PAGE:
Today will probably end up ranking amongst the most difficult days in my life, although as I wasn't actually expecting to survive it, I guess there's cause for some form of celebration!
We started at 10am with pupils from three White City junior schools, all of whom were polite, diligent, in tune and hugely well-prepared and as a result got the day off to an unexpectedly positive start. I think they enjoyed the experience of singing in a recording studio, and I very much enjoyed taunting them by speaking in a freakishly low voice through their cans. "I love his deep voice," said one little girl, and it struck me how unfamiliar most children are with men. Nearly all primary school teachers are female and I guess there's a slight tendency for men to speak to young children (particularly their own) at a slightly higher pitch. It feels more child-friendly, I suppose, although it's never something I've bothered to do. Talk to all kids like their adults; that's my motto. It's what my Uncle John used to do, and it freaked me out good and proper!
We continued at a good pace with Frank, whose song is about a 40-year love affair with a woman called Mona. He was in and out in an hour and I was muchly relieved.
We were on time for lunch, and Julian and I sat down in a restaurant on the Uxbridge Road for some falafel and salad.
It was after lunch that things took a bit of a nose-dive. One of our most talented contributors got "red-light fever" (the inability to perform in front of a studio microphone), most hadn't learned their words, let alone the music they'd had for three weeks, and to cap it all, our steel band forgot to come for their session. All this, of course, means extra studio time and the budget for the piece is creaking at the seams!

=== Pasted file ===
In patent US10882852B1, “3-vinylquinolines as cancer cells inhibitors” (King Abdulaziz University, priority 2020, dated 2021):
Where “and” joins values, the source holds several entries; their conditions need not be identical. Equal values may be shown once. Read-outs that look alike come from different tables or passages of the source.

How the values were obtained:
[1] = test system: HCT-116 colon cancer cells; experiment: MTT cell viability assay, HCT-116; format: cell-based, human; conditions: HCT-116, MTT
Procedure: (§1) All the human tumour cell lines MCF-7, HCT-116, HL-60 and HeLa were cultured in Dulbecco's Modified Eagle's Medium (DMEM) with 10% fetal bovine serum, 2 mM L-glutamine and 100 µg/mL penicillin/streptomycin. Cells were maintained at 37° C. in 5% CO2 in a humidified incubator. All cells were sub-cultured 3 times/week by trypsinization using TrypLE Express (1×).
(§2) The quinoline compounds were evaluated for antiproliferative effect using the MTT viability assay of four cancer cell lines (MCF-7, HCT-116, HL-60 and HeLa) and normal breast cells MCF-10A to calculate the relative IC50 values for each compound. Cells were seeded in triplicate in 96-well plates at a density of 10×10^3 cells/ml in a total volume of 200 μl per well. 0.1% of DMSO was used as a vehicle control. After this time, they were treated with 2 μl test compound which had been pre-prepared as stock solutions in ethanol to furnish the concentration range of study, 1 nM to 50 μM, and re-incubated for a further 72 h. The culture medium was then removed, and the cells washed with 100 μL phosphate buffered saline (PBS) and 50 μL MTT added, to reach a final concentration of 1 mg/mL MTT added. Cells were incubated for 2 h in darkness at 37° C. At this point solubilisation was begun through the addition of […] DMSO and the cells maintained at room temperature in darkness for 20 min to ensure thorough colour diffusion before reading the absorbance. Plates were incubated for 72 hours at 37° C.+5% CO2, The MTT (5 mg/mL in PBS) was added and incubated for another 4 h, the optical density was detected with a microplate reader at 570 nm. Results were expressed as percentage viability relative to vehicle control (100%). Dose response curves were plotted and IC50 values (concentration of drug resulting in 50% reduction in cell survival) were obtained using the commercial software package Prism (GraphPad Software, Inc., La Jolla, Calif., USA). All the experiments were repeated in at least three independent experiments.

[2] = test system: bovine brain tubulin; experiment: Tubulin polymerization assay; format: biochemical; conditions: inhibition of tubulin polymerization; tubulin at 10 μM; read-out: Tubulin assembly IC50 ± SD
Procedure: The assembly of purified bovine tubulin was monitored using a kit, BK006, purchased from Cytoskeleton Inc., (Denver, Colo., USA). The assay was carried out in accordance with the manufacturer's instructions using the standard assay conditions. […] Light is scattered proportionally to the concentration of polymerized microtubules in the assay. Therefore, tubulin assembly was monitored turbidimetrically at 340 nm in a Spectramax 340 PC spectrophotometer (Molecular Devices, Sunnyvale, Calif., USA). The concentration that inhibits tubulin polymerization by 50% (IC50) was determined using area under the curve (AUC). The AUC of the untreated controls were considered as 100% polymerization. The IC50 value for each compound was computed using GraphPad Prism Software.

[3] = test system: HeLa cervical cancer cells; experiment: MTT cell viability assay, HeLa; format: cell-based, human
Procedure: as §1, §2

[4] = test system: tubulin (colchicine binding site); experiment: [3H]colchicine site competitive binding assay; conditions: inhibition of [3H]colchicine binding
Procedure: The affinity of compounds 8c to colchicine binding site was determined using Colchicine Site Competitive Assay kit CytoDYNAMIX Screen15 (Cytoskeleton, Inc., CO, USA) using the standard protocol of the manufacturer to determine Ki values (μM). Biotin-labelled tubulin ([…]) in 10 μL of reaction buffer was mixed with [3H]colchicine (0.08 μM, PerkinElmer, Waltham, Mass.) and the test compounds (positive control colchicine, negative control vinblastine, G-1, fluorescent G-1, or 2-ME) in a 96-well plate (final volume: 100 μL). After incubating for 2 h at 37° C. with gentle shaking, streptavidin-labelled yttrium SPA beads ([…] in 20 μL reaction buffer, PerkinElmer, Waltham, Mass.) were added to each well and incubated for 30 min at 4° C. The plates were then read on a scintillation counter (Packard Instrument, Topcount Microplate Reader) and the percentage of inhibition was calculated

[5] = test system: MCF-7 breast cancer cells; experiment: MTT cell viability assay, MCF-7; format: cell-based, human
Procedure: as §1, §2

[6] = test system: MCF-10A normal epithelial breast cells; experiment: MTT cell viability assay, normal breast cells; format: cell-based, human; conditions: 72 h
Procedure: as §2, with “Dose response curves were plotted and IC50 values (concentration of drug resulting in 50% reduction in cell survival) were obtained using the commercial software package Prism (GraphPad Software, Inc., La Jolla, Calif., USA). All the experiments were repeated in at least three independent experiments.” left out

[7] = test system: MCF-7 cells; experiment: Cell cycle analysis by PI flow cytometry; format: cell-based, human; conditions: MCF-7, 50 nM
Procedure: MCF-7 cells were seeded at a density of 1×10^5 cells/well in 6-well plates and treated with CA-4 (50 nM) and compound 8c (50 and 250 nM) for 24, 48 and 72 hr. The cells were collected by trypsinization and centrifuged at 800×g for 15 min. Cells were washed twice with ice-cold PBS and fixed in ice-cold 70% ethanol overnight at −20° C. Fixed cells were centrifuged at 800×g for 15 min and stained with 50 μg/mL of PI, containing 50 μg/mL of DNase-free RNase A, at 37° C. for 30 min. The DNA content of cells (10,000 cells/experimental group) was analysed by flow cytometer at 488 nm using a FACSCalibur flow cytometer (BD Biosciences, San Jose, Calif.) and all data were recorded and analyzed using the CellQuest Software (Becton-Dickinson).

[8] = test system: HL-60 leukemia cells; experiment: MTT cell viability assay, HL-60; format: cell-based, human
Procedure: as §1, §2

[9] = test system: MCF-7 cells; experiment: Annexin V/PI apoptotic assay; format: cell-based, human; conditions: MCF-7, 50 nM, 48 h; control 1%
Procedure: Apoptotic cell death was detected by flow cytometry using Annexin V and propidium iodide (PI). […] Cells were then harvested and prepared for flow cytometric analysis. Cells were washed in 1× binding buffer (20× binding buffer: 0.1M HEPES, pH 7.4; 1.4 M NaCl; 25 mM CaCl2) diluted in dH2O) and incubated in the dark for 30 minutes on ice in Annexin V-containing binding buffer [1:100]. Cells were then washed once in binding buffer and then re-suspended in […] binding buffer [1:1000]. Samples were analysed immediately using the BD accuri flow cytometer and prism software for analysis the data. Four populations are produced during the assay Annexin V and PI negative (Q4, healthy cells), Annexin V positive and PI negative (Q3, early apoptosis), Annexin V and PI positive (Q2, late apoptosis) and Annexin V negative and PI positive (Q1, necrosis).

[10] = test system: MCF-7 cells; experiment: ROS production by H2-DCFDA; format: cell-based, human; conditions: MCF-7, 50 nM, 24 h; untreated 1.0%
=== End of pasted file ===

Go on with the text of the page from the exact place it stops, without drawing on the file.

It's so tough being the composer in this particular situation. Probably because I'm shattered, I took everything incredibly personally and kept having to stop myself from saying, "hey, I've written you a song to sing about your life and spent loving hours crafting it and honing it; the least you could have done was learn it!" If someone wrote a song for me, I'd be thrilled. Frankly, I'm thrilled if someone writes me a letter! Then all manner of terrible thoughts started flashing through my head: is the song good enough? Is the music too difficult? It's the ultimate rejection, I suppose, and it did make me wonder whether this ought to be the last musical film I make of this nature. I genuinely find the pressure too great to deal with as I get older, and if the contributors themselves don't seem that fussed about being involved, I'm forced to question who I'm actually doing it for. I'm certainly not doing it to provide the world with music that anyone can sing, because what I write is so specific to the individuals who perform it.
Of course I'm being a little over dramatic, as there were high points along the way. Danny's session was long, but ultimately highly successful and the group of teenagers who came in at the end of the day were a joy to have around, but I go into the bank holiday weekend with three major sequences left to record, when I'd hitherto expected to have everything done and dusted. Very disappointing.
Anyway, we still achieved much today, and there were plenty of belly laughs along the way and tomorrow I get to have a lie-in, which is just brilliant.